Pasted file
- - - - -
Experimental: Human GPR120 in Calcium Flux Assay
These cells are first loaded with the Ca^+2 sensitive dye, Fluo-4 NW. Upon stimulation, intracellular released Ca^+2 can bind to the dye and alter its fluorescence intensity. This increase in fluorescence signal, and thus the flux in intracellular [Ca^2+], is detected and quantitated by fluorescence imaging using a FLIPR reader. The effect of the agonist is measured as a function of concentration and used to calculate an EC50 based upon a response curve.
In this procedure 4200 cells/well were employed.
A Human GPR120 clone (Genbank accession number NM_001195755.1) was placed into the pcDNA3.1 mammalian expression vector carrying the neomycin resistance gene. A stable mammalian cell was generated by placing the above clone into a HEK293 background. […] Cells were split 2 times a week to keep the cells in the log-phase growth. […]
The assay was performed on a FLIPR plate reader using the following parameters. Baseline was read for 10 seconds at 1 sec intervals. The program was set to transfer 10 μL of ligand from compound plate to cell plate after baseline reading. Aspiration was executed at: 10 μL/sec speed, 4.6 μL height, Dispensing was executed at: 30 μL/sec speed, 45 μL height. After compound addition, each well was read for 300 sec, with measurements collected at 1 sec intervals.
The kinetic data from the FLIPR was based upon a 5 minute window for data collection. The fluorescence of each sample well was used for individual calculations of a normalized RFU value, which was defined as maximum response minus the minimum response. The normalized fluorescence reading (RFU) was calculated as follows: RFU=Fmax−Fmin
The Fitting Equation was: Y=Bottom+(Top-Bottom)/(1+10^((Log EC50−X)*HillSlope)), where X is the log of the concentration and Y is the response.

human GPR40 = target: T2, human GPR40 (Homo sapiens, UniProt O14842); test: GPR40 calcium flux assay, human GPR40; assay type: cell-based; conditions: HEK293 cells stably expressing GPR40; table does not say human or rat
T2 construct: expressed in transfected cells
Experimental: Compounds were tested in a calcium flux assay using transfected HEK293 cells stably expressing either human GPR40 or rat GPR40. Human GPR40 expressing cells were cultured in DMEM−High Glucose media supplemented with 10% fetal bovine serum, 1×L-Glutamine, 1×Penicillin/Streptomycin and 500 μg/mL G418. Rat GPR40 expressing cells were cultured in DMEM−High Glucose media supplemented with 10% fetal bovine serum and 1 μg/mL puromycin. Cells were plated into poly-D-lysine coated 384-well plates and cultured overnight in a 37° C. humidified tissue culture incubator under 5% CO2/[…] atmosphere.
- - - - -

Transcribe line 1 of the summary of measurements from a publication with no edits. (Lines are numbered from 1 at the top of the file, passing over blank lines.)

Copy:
Experimental: Human GPR120 in Calcium Flux Assay